Inconsistencies will be detected by subsequent clients attempting to validate a corrupted note. It will be either:
A malicious note server may carry out several actions:
A malicious client app could harvest information about Bitcoin Notes it has encountered. The attacker would obtain:
If a server wrapping key is stolen or leaked then a transaction for immediate withdrawal of the funds for notes where this information has been harvested may be created.
Rotating the user keys during the lifecycle of the note alleviates this problem.
The note could stop responding to the commands or experience memory corruption. If the encrypted manufacturer private key and user private key are still readable, funds may be recovered if the wrapping key is manually released or the expiration date is exceeded. If the keys are not readable, the funds are lost.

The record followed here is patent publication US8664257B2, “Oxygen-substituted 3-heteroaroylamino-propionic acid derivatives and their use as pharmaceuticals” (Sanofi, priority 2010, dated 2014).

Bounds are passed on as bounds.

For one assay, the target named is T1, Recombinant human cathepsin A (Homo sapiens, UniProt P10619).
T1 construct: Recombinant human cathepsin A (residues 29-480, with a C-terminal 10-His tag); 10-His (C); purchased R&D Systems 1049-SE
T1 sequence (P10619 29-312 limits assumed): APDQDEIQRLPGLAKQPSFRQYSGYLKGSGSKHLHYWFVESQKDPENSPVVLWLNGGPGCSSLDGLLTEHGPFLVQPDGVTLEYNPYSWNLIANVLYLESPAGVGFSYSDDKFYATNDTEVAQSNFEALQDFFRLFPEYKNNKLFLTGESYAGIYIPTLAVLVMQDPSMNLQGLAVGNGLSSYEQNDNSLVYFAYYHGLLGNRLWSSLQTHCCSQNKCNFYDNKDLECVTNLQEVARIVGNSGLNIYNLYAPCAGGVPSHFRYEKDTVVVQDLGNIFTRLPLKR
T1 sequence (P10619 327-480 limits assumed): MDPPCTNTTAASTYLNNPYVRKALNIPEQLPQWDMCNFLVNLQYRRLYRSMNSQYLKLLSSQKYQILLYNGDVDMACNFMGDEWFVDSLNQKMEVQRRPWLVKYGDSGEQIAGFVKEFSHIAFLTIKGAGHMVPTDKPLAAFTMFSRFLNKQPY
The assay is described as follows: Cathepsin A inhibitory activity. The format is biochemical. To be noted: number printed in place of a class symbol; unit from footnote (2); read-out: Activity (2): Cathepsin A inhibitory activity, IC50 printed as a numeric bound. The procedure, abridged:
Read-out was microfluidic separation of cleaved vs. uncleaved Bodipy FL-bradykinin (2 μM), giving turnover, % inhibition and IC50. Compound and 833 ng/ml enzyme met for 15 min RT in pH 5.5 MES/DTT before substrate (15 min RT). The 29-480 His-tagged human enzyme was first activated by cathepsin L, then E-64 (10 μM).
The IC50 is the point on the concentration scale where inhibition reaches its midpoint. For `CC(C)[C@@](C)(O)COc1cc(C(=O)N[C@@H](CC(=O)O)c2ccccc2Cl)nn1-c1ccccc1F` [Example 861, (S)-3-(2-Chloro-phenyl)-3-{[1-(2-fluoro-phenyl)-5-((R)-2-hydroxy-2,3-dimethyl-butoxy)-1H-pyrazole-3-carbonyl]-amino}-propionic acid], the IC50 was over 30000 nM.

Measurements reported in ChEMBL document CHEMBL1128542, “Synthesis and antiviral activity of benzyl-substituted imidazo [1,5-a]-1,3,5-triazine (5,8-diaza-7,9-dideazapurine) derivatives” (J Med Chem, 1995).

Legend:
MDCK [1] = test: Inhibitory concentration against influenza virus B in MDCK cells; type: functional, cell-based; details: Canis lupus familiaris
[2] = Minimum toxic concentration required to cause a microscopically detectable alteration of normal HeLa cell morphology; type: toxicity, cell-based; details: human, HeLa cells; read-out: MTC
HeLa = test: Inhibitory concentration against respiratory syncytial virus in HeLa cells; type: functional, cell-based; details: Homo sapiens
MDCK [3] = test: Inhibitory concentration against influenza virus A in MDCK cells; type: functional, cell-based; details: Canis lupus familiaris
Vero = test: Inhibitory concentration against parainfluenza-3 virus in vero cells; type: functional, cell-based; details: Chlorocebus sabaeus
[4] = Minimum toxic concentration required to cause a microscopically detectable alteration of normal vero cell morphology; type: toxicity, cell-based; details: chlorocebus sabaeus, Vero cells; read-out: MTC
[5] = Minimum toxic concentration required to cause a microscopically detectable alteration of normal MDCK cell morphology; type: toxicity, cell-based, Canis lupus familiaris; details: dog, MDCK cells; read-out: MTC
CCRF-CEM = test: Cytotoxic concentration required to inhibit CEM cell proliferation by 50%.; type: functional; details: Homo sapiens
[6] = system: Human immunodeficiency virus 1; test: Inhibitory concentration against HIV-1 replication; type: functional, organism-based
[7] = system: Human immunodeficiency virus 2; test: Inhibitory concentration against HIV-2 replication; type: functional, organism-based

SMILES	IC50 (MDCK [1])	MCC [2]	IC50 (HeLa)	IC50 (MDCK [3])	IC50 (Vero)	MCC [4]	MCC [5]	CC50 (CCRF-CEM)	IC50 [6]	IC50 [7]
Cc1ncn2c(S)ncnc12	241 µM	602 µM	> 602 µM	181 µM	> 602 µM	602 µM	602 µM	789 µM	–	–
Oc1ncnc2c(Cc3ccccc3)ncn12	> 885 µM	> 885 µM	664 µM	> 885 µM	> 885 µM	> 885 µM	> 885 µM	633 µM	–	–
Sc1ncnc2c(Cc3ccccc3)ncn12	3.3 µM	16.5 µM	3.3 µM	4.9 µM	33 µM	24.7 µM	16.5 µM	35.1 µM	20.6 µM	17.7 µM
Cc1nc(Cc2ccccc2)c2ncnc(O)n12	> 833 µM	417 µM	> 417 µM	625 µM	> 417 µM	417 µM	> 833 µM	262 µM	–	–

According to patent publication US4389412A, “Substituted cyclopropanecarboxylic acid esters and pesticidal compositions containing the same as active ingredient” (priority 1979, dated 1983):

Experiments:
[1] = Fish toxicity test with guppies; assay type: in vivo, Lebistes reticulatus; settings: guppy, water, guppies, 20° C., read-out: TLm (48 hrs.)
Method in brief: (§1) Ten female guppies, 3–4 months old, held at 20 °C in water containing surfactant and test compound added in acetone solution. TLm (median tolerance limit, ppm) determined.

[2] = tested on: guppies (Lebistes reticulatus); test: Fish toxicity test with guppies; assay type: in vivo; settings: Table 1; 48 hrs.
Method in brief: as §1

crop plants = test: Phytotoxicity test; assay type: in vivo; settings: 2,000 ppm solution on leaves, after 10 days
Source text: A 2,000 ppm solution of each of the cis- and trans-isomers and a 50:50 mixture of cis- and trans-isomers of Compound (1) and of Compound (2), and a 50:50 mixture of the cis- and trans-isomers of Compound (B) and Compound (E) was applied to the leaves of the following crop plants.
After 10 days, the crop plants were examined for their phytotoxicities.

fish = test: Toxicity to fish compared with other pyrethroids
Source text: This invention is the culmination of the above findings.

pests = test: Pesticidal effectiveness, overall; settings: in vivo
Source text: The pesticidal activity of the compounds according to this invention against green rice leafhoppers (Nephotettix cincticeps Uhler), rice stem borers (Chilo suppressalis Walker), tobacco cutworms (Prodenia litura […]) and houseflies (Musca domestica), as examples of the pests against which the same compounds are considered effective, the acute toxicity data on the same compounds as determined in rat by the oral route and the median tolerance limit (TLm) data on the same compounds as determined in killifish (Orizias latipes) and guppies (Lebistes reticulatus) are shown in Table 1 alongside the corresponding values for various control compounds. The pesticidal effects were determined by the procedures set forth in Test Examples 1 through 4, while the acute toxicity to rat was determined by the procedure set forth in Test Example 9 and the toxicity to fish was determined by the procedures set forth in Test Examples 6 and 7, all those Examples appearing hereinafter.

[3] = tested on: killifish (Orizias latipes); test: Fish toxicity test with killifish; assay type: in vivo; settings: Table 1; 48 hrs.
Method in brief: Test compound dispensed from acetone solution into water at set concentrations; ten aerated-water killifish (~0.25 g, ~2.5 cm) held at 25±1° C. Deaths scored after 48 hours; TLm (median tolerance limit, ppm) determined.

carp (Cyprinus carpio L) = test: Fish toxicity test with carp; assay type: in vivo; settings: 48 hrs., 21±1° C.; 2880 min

There are no known attacks against the NFC chip used in the Bitcoin Note which would allow for the creation of a counterfeit chip. Such an attack would require successful recovery of the authentication keys of each individual chip intended for counterfeit.
In order to counter these kinds of possible attacks the server memory slot contains a nonce value. This value is stored both on the server and on the chip. Upon each online verification, the server reads the nonce from the chip and compares it against the value in the note server database. The note server updates the nonce during each online verification. Likewise, only when this check is complete will the server write an updated signature to the note.
A mismatched nonce could indicate counterfeit chips in the field, however, only one chip between an original note and the counterfeits would validate moving forward.